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The Financial Express

Face filters: Societal acceptance vs. personal acceptance

| Updated: September 02, 2021 14:30:19


A screenshot from Facebook A screenshot from Facebook

“Just a little touch-up, contouring, fuller lips, jawline as sharp as a knife and I am good to go.”- the reason you are likely to do this is to hear your notification bell ringing with constant ‘you look gorgeous,’ ‘absolutely stunning,’ ‘perfection,’ etc.

Social media have become an indispensable part of our life, especially during the pandemic. With an approximate 70 per cent increase in usage during the pandemic, we can surely acknowledge the impact of social media in our daily lives. Our actions and thoughts are being shaped by the influencers and/or the mass population.

That’s where filter swoops in by introducing numerous ways to hide our so-called flaws and bring out a whole new different person. The fun of structuring your own face online has turned into such an obsession that people start to question their beauty. That’s where it creates an unrealistic desire in us to make our faces ‘selfie ready’ and more photogenic. When this thought isn’t turned into reality, we tend to grow less fond of our features and hence insecurity arrives.

This author conducted a survey with open-ended and multiple-choice questions in this regard. The participants were mostly aged from 17 to 25. To understand the impact of face filters, it is necessary to know the reason behind the usage.

Survey result

Surprisingly (or is it?), users tend to be more diverted towards using filters to achieve glass skin like models or influencers. However, are the influencers transparent about their looks? It is to mention that 10 per cent of photos posted with #nofilter actually use an Instagram filter?

Raya Tabassum, a Bangladeshi first-year student at New York University, told this writer, “I feel more beautiful with filters, but when I post photos on social media without filters, that makes me feel more confident about myself.”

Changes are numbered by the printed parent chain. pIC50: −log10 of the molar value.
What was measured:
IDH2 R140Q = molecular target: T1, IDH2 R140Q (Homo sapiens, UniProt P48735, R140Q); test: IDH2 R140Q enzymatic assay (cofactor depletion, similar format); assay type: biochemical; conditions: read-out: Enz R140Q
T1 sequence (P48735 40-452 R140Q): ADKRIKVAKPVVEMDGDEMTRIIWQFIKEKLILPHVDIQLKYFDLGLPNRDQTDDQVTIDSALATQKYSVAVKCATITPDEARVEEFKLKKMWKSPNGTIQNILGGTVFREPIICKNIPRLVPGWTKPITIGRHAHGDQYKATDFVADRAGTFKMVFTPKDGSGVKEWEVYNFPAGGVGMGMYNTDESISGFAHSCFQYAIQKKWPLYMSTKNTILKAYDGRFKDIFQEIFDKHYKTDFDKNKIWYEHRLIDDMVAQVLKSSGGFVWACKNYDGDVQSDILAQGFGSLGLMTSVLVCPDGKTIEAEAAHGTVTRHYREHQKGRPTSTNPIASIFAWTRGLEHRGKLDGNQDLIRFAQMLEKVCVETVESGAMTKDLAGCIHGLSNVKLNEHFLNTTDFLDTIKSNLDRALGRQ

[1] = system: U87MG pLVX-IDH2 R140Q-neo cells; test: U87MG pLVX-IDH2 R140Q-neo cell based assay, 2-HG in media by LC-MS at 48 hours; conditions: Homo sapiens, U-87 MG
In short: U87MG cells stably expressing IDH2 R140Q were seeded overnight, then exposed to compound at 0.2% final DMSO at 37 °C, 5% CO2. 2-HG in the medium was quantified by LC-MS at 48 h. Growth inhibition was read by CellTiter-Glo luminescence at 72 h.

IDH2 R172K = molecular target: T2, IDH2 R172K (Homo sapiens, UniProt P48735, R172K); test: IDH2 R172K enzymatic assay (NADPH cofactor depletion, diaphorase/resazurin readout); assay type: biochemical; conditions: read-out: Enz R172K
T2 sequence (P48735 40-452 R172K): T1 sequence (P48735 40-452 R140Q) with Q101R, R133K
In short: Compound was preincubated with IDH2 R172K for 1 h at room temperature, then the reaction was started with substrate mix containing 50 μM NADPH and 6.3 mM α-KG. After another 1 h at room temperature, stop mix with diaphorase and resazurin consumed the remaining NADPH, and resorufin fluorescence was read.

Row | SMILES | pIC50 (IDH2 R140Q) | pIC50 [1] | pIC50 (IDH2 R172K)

Again, Jannatul Umme Marjahan, a student at Holy Cross College, gave a somewhat similar statement to Raya’s as she said, “I feel confident without filters but using filters makes me feel beautiful, and at the same time insecure.”

Jannatul mentioned an important fact - insecurity. It is more of an issue regarding short term and long term impact. In the survey, 52.5 per cent of participants feel more confident and/or beautiful with filters, whereas 47.5 per cent feel more confident and/or beautiful without filters.

This interest in using filters works as a process.

To get real-life responses from the viewers, this author intensively edited her own picture (nose sharpening, eye bags removal, jawline sharpening, etc.) using B612. She then made a collage side by side with the original picture and put it out for a vote.

Out of 60 votes, 40 per cent preferred her alien-like edited picture where 60 per cent preferred her original picture. Such unrealistic edited face being liked by 40 per cent is even a reason to be concerned about. However, the number of respondents in the survey was 60 to 70.

The participants also mentioned having used several makeup products but one common thing was BB cream, a cosmetic product used to even out facial skin tone covering flaws.

However, most participants complained that the heavy texture of the cream is unsettling on the face. In this exact survey, 35 per cent of the respondents agreed that their interest in using filters is fueled by other people. So, it has turned into a general thought that, to incorporate ourselves with societal standards, our imperfections need to stay hidden to feel more accepted and beautiful.

This obsession towards ‘flawless facial features’ has become so wanted that in 2018, researchers found out that 55 per cent of surgeons deal with patients wanting to change their appearance for selfies (up from 42 per cent in 2015).

Another important finding was that filtered images trigger body dysmorphia. Body dysmorphic disorder (BDD) is a mental health condition where a person spends a lot of time worrying about flaws in their appearance. Filtered images aren’t the only reason for causing BDD; however, it contributes to triggering this disorder. With all the arguments made, it is clear that face filters put an impact on our mental health.

Impact of face filters on our mental health

However, preaching self-love at this point in social life is very important. AmrinTasnimJaima, a digital content creator, pointed out an important issue that one doesn't have to be perfect according to beauty standards.

“I don’t have to portray the image that I got the unrealistic beauty standards. And to me, not using filters is how I boost my self-confidence, to be honest.”

Even if we cannot reduce the usage of filters, we must be able to differentiate between filtered and original pictures. Robert Welsh, a UK-based makeup artist, also makes videos pointing out even the slightest edits and filters in selfies or face videos. This truly helps people to understand which is reality and which is distorted. But this choice is totally on the users, whether they wish to stay in the loop of ‘societal acceptance’ or if they want more ‘personal acceptance.’

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